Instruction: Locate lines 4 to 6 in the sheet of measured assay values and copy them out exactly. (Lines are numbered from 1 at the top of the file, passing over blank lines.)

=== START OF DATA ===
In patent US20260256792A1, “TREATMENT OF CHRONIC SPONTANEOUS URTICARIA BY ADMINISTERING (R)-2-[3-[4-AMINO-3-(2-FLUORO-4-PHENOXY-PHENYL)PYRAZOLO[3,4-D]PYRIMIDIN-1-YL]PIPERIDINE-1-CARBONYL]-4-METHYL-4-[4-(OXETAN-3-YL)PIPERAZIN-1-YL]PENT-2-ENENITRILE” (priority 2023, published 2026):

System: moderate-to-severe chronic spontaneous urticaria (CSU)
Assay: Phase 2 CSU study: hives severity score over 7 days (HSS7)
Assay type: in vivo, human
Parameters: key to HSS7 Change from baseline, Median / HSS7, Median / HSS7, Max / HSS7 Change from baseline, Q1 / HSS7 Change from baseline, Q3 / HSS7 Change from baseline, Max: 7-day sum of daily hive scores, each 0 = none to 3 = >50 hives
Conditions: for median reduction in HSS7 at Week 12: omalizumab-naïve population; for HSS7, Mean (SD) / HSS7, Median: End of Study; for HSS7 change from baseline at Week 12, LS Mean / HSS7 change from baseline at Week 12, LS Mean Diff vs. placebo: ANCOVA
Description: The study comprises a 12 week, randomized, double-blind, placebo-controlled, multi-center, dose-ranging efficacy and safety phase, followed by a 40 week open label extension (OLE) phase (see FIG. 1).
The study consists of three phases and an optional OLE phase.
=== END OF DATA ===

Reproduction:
Assay type: in vivo, human
Parameters: key to HSS7 Change from baseline, Median / HSS7, Median / HSS7, Max / HSS7 Change from baseline, Q1 / HSS7 Change from baseline, Q3 / HSS7 Change from baseline, Max: 7-day sum of daily hive scores, each 0 = none to 3 = >50 hives
Conditions: for median reduction in HSS7 at Week 12: omalizumab-naïve population; for HSS7, Mean (SD) / HSS7, Median: End of Study; for HSS7 change from baseline at Week 12, LS Mean / HSS7 change from baseline at Week 12, LS Mean Diff vs. placebo: ANCOVA